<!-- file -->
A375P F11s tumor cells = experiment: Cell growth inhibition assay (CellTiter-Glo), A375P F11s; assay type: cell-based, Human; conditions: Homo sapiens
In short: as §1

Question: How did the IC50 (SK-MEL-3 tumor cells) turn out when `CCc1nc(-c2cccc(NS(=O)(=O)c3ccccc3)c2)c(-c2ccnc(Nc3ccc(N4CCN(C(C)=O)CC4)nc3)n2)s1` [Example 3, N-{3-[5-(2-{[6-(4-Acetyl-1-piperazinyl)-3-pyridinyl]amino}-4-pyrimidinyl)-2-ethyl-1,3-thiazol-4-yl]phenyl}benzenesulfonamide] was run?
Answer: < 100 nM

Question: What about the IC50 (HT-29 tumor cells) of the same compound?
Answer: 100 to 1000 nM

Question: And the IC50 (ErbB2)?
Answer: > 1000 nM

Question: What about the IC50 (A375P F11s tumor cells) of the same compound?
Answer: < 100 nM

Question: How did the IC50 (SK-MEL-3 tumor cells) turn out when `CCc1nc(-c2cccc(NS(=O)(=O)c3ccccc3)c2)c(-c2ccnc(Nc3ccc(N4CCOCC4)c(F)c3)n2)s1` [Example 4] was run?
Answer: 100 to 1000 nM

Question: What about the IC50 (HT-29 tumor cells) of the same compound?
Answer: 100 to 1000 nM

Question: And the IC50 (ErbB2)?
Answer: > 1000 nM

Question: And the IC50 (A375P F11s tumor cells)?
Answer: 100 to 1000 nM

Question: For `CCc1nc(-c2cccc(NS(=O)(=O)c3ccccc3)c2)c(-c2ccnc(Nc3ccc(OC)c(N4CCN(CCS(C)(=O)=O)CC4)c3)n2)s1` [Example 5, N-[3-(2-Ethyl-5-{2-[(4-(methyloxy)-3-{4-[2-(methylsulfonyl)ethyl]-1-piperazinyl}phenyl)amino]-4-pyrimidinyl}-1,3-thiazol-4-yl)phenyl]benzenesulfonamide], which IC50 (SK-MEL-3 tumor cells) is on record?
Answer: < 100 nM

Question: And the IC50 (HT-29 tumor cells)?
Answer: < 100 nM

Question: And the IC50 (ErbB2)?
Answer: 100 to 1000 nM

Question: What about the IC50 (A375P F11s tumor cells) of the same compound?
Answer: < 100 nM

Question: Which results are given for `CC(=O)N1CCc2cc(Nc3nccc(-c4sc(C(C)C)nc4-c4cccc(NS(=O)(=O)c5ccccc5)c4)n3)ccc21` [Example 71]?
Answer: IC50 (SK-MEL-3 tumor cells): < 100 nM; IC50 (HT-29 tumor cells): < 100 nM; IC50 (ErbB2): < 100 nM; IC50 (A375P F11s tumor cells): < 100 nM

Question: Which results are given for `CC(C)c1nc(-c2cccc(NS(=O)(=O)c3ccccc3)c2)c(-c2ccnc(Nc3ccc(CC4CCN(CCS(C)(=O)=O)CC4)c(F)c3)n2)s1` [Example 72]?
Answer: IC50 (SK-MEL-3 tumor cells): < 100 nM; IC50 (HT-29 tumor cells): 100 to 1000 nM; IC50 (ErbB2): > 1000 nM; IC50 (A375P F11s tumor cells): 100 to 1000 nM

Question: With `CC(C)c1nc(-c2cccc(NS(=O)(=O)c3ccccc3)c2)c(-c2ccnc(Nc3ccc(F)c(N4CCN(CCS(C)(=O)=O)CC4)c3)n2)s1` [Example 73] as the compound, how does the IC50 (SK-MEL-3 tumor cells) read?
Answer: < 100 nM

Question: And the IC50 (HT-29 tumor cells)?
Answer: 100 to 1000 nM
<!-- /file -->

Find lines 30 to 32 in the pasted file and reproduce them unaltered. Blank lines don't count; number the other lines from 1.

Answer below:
Answer: IC50 (SK-MEL-3 tumor cells): < 100 nM; IC50 (HT-29 tumor cells): 100 to 1000 nM; IC50 (ErbB2): > 1000 nM; IC50 (A375P F11s tumor cells): 100 to 1000 nM

Question: With `CC(C)c1nc(-c2cccc(NS(=O)(=O)c3ccccc3)c2)c(-c2ccnc(Nc3ccc(F)c(N4CCN(CCS(C)(=O)=O)CC4)c3)n2)s1` [Example 73] as the compound, how does the IC50 (SK-MEL-3 tumor cells) read?
Answer: < 100 nM